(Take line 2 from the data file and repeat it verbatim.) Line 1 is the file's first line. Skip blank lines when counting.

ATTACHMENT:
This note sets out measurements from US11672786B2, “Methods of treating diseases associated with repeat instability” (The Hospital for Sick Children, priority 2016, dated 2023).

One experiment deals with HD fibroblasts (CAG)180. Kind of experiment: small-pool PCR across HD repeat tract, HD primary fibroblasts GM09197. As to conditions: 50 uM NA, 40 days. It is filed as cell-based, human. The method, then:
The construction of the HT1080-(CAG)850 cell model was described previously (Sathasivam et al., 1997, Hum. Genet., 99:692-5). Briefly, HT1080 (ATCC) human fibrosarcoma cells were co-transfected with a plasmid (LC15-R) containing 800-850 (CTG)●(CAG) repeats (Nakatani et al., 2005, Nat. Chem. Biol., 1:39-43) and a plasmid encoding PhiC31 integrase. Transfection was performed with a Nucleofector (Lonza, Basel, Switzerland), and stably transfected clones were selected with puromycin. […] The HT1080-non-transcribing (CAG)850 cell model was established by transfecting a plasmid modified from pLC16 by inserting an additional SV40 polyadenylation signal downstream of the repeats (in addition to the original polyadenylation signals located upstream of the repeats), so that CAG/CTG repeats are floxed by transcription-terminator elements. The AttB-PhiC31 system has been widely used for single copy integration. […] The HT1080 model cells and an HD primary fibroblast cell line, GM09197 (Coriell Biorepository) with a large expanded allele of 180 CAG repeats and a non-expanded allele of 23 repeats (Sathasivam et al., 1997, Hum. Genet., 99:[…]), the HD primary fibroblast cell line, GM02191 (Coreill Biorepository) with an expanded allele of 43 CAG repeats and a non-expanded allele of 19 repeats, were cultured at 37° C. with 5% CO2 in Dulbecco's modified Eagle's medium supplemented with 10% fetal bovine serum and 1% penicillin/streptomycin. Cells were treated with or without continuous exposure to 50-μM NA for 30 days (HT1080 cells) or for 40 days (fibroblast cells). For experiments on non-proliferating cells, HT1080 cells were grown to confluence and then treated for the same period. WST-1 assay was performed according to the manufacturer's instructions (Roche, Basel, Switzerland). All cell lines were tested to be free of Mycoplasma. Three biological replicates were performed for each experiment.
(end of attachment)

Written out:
One experiment deals with HD fibroblasts (CAG)180. Kind of experiment: small-pool PCR across HD repeat tract, HD primary fibroblasts GM09197. As to conditions: 50 uM NA, 40 days. It is filed as cell-based, human. The method, then: